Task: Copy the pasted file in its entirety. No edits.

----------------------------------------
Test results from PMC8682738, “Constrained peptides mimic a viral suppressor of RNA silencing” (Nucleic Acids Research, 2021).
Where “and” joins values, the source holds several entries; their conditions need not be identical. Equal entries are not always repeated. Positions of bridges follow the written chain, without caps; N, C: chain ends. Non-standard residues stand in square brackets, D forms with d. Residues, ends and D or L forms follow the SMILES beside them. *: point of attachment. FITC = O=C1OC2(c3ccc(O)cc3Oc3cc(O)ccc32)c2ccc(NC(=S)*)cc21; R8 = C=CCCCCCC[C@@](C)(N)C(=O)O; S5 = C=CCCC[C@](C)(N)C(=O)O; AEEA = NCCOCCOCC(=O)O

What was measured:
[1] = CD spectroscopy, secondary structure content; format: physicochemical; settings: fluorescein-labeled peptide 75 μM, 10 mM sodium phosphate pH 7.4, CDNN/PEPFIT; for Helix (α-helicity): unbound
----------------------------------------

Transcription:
Test results from PMC8682738, “Constrained peptides mimic a viral suppressor of RNA silencing” (Nucleic Acids Research, 2021).
Where “and” joins values, the source holds several entries; their conditions need not be identical. Equal entries are not always repeated. Positions of bridges follow the written chain, without caps; N, C: chain ends. Non-standard residues stand in square brackets, D forms with d. Residues, ends and D or L forms follow the SMILES beside them. *: point of attachment. FITC = O=C1OC2(c3ccc(O)cc3Oc3cc(O)ccc32)c2ccc(NC(=S)*)cc21; R8 = C=CCCCCCC[C@@](C)(N)C(=O)O; S5 = C=CCCC[C@](C)(N)C(=O)O; AEEA = NCCOCCOCC(=O)O

What was measured:
[1] = CD spectroscopy, secondary structure content; format: physicochemical; settings: fluorescein-labeled peptide 75 μM, 10 mM sodium phosphate pH 7.4, CDNN/PEPFIT; for Helix (α-helicity): unbound